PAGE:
Writer: Bryan Hitch
Art: Tony S. Daniel
Inks: Sandu Florea
Colors: Tomeu Morey
Letters: Richard Starkings & Comicraft
Cover: Tony S. Daniel & Tomeu Morey
Variant: Yanick Maquette & Nathan Fairbairn
Assists: Amedeo Turturro
Edits: Brian Cunningham
Warning: Potential spoilers ahead.
Bryan Hitch takes on the writing duties for this first issue of the new Justice League title. In typical Hitch fashion, this story has all the makings of a sprawling epic. The issue begins and ends with focused panels on Wonder Woman. However, the issue also includes the remainder of the Justice League team in varying amounts. In the previous (and ongoing!) Hitch story, readers knew immediately one hero bore the weight of the struggle, while the rest of the team rallied. Here, the story is sandwiched between Wonder Woman panels, but it remains to be seen whether this new threat centers around Diana’s character or another.
The writing in Justice League #1 is solid as Hitch sets the stage for an unfolding narrative. Tectonic plates are shifting, sending shockwaves around the globe. The earthquakes they produce are leveling cities and sending tsunamis hurtling toward coastlines world-wide. The destruction is labeled as “an extinction-level event.”
Readers are taken around the world, as the Justice League attempts to keep the death and destruction to a minimum. Wonder Woman is engaged in conflict with Russian speaking soldiers in an unnamed location; The Green Lanterns, Simon and Jessica, are in China and Hong Kong; Cyborg is in New York; Flash is on the American West Coast; Aquaman is in Atlantis; Batman is in Gotham. The chaos is widespread and requires the splintered team to stop the bleeding.
Justice League #1 introduces the mysterious Kindred to the DC Universe. This seemingly ancient power possesses citizens and speaks through them. Throughout the issue, The Kindred repeats several phrases, most interesting are these: “Stolen light… Stolen power… Stolen speed… Stolen words…” Could this be in reference to each member of the League? Could this be something altogether different? While the revelation of the secret behind The Kindred remains shrouded in mystery, it seems to be a powerful nemesis.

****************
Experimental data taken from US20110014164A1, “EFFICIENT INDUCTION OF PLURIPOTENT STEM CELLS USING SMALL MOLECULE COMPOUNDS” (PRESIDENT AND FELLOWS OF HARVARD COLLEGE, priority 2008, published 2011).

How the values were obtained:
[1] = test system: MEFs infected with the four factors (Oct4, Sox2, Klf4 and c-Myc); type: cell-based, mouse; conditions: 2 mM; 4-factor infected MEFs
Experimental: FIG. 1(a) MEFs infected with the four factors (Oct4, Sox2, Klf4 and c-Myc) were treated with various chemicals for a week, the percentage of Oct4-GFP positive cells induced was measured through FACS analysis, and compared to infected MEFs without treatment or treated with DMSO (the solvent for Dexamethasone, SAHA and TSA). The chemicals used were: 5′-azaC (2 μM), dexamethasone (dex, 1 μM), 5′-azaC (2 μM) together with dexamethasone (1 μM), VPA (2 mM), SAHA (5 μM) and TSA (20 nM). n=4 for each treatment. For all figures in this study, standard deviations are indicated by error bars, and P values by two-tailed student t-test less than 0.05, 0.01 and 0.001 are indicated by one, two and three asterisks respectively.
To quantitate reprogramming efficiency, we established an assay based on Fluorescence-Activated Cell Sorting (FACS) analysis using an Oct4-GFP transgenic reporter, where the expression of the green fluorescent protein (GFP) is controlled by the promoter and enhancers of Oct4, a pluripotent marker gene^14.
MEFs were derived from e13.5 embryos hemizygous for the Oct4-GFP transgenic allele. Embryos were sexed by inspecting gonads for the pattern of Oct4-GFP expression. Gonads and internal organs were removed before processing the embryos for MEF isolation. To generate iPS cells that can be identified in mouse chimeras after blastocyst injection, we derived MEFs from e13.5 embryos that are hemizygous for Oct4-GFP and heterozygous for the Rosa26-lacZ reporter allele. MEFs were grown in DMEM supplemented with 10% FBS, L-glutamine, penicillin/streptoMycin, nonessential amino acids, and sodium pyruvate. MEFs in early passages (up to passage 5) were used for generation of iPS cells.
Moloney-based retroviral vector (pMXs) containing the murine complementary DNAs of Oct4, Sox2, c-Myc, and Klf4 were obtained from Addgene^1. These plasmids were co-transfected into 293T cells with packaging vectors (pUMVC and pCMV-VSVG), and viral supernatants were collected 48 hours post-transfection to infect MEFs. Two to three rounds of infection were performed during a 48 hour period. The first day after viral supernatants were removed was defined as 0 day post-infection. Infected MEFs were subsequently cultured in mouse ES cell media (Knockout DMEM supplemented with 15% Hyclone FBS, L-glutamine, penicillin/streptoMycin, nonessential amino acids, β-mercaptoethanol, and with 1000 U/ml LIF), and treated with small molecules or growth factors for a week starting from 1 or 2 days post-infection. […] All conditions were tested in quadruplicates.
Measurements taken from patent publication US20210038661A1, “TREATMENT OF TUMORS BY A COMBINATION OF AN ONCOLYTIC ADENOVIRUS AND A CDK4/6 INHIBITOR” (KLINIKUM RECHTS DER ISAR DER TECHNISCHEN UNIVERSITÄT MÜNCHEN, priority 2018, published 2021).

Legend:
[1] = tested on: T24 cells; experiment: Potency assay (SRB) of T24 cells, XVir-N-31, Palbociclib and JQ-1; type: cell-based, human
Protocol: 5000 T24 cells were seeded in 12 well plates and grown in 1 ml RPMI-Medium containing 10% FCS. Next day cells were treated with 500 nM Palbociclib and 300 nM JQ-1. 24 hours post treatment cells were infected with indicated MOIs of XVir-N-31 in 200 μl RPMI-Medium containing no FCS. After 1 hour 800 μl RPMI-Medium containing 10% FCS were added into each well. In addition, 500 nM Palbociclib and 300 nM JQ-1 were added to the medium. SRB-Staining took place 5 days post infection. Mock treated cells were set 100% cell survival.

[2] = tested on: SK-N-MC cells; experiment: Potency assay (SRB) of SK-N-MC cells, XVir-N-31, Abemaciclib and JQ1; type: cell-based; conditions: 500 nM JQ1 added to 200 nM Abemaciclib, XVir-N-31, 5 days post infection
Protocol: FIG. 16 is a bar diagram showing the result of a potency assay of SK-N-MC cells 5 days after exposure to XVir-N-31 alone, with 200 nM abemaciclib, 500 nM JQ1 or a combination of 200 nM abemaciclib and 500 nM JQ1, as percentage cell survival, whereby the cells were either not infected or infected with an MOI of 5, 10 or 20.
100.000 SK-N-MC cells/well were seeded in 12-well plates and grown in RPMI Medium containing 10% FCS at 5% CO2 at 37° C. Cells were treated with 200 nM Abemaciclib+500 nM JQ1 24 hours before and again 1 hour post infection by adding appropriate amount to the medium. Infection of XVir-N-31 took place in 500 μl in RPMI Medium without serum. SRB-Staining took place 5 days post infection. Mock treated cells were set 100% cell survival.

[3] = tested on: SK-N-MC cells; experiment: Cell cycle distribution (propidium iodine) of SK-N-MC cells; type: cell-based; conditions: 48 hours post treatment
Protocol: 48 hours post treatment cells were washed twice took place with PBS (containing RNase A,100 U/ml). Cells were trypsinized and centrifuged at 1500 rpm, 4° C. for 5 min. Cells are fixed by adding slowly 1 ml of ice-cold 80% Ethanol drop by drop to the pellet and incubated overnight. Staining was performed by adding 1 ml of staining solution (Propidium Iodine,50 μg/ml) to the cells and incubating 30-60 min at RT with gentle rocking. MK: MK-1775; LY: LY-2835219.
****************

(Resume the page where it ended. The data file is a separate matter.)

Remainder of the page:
The art in Justice League #1 is superb. Tony Daniel seems at home with the scale of this story. The details of each panel are striking and the action, moving. The pacing of the issue moves quickly, without any hint of wasted time or space within the issue. The colors pop off the page and frame each location and hero well – a must in any Justice League issue. Some art stands out: Flash’s suit glows a bright yellow, as if the yellow portions of his suit are reflective. One panel features Wonder Woman’s shield, with sunlight reflecting off its golden hues. It was strikingly beautiful.
Justice League #1 was thoroughly enjoyable. As a first issue, it set the stage well for a large, sweeping narrative and a seemingly impossible-to-defeat enemy that requires an incredible response from the heroes in the League. While the proof of the quality of this story arch will be in upcoming issues, Justice League #1 is an attention-worthy launching point.
This debut certainly grabbed the attention of this reviewer, and is reflected in the score: